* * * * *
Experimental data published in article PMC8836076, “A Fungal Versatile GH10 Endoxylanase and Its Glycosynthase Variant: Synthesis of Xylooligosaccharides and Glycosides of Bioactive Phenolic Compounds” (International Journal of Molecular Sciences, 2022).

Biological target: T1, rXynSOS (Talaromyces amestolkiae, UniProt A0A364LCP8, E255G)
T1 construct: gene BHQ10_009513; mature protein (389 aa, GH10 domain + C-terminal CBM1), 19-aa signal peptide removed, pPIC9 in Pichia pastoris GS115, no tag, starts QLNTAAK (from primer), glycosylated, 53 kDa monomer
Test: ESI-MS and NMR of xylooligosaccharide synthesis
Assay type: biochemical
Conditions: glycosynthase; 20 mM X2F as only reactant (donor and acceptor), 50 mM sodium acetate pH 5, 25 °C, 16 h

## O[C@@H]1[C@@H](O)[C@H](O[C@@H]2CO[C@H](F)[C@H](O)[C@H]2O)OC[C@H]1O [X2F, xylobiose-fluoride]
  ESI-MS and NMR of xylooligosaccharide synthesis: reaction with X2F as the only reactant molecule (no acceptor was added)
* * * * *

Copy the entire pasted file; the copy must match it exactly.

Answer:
Experimental data published in article PMC8836076, “A Fungal Versatile GH10 Endoxylanase and Its Glycosynthase Variant: Synthesis of Xylooligosaccharides and Glycosides of Bioactive Phenolic Compounds” (International Journal of Molecular Sciences, 2022).

Biological target: T1, rXynSOS (Talaromyces amestolkiae, UniProt A0A364LCP8, E255G)
T1 construct: gene BHQ10_009513; mature protein (389 aa, GH10 domain + C-terminal CBM1), 19-aa signal peptide removed, pPIC9 in Pichia pastoris GS115, no tag, starts QLNTAAK (from primer), glycosylated, 53 kDa monomer
Test: ESI-MS and NMR of xylooligosaccharide synthesis
Assay type: biochemical
Conditions: glycosynthase; 20 mM X2F as only reactant (donor and acceptor), 50 mM sodium acetate pH 5, 25 °C, 16 h

## O[C@@H]1[C@@H](O)[C@H](O[C@@H]2CO[C@H](F)[C@H](O)[C@H]2O)OC[C@H]1O [X2F, xylobiose-fluoride]
  ESI-MS and NMR of xylooligosaccharide synthesis: reaction with X2F as the only reactant molecule (no acceptor was added)